Without a doubt, the best commencement speaker this year is Pitzer's choice of Mayor Cory Booker. Well done, Pitzer! Well done, indeed!
I'll get to how much I respect Pitzer for bringing Booker in a moment, but something must be said. Seriously, Claremont McKenna! Why, oh why, are you bringing back Surin Pitsuwan CMC '72? I like the guy, but that speech when he was last year's commencement speech was really horrendous! And why did you pick the same guy two years in a row when he was such a lousy speaker. Does this mean that Mr. Pitsuwan will be the speaker for my graduation, too? If so, I may skip out.
In any event, onto Mr. Booker. If you haven't heard yet, Mr. Booker is a member of the Democratic party that was once called a "wolf in sheep's clothing" by none other than this year's Claremont McKenna speaker, Jesse Jackson Sr. -- this namecalling despite Mr. Booker having worked for Mr. Jacksor's 1988 presidential campaign.
So why is Mr. Booker under attack from the left? Because he's not beholden to the public sector unions that make being a lefty so hard. Exhibit A I take from a selection of a speech he gave at the 2008 Democratic National Convention as reported by City Journal.
Particularly outspoken was Newark’s Cory Booker, who noted how “vicious” teachers’ unions can be in their efforts to stymie reform: “Ten years ago, when I started talking about school choice, I was tarred and feathered,” Booker noted. “I literally was brought into a room by a [teachers’] union [representative] . . . and threatened that I would never win in office if I kept talking about school choice, if I kept talking about charter schools . . . there are billboards all over my city paid for by the teachers’ unions attacking me and I don’t even have mayoral control yet. I just tell the truth about what’s going on.” Booker implored Democratic office holders to “have the political will to stand up against these phenomenally powerful interests” and suggested that “when I started talking about this, I had so many Democratic establishment folks turn their backs on me, and it was Republicans in America that were willing to donate to my campaign in Newark, New Jersey. So we have to understand as Democrats that we have been wrong on education; it’s time to get right.”And from another City Journal article, there's a full profile, with this interesting paragraph:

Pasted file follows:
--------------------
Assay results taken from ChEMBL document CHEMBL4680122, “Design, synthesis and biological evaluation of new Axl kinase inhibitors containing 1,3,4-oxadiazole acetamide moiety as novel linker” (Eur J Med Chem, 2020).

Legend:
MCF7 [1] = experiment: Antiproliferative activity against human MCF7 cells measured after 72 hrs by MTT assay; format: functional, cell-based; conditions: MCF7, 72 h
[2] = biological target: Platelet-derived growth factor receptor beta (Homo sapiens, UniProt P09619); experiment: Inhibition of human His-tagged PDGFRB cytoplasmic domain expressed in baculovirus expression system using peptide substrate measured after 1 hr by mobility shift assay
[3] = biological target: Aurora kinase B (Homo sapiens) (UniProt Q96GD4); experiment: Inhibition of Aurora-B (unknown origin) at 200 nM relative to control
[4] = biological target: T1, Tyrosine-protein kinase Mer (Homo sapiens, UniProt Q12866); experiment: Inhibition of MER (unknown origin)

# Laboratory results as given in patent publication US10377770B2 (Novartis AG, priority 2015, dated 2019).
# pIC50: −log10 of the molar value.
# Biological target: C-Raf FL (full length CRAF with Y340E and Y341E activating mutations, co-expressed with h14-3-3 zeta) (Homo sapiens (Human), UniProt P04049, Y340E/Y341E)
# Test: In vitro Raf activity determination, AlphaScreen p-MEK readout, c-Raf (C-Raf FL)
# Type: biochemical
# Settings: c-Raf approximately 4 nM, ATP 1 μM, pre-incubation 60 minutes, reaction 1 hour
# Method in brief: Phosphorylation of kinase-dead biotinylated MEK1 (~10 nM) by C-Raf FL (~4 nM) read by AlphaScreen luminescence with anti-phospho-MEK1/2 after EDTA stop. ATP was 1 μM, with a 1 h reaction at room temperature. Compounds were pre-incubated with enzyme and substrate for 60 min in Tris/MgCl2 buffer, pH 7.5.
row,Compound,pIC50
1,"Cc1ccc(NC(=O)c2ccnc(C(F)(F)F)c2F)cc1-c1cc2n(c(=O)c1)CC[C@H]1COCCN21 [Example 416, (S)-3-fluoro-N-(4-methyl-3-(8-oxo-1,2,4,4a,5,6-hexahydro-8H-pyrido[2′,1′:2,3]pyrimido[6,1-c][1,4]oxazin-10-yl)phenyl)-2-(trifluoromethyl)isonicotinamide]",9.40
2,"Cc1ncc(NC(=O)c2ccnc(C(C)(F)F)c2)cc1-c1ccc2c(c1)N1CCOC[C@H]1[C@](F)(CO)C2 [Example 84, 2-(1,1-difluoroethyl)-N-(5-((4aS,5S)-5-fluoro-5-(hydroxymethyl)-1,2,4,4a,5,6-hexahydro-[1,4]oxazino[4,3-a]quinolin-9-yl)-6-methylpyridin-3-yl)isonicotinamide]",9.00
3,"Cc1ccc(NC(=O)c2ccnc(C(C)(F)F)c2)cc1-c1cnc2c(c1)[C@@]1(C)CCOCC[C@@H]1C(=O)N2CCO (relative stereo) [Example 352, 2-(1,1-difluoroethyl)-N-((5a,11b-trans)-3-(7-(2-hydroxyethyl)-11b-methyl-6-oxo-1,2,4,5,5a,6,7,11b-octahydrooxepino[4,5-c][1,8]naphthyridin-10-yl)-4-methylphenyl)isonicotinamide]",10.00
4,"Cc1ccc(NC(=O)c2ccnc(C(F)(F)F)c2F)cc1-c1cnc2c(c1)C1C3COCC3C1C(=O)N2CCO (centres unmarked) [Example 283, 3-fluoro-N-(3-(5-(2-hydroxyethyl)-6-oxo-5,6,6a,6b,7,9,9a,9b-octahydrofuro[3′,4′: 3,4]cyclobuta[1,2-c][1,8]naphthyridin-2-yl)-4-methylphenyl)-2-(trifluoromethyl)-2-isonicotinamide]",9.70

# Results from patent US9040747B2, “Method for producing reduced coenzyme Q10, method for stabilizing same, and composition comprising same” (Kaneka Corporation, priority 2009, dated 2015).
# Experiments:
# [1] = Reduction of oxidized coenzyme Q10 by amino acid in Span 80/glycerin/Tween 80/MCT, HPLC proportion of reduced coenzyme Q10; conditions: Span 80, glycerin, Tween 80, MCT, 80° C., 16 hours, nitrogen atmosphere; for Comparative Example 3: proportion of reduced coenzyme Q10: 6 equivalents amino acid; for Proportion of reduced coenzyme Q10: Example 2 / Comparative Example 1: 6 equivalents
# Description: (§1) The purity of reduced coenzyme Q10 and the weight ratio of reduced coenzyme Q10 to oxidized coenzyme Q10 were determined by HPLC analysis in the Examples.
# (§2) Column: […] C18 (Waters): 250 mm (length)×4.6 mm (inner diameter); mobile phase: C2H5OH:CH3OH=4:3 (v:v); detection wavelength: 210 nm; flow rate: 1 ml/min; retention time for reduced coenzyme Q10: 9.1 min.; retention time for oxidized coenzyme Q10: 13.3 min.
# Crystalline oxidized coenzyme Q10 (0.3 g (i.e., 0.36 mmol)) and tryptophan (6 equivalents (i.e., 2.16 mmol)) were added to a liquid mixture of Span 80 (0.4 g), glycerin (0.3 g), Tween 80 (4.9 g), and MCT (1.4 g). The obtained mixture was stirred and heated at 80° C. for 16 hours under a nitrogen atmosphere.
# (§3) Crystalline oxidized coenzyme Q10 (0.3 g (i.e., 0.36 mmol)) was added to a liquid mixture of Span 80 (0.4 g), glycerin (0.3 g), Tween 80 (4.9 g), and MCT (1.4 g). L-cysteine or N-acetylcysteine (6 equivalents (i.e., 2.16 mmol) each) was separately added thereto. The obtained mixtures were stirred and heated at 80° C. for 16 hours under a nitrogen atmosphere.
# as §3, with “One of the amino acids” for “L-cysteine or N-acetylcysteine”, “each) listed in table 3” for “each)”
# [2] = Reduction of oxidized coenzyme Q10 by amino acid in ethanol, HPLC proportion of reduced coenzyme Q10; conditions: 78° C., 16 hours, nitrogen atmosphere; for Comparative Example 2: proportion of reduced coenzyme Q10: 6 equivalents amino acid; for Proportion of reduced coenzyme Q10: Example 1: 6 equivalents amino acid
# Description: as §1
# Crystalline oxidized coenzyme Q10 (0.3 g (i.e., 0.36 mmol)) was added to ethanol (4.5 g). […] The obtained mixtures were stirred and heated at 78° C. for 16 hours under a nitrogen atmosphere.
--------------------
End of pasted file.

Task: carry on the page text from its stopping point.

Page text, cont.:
A Democrat, Booker nevertheless remained an outsider, often outvoted eight to one by the Newark Democratic political establishment. So he began staging media events—dismissed as “stunts” by Mayor James—to draw attention to local ills, including camping out on street corners to spotlight the drug trade that openly flourished in the city. Booker also crossed party lines to seek solutions to Newark’s problems. With South Jersey Republican businessman Peter Denton, he cofounded the education-reform group E3, which advocated bringing more schooling alternatives—from charter schools to vouchers—to struggling inner-city kids. “When I first met Cory, school choice was still very controversial in Newark,” says Denton. “In black communities, it was understood as something that white Republicans supported. But Cory understood its importance right away and was willing to advocate for it.” Booker was appalled to see many of Newark’s political leaders—“the connected, the elected, the elite,” he calls them—sending their kids to private schools but condemning poor children to remain in the terrible public schools.Now that's some hope and change even I could get behind.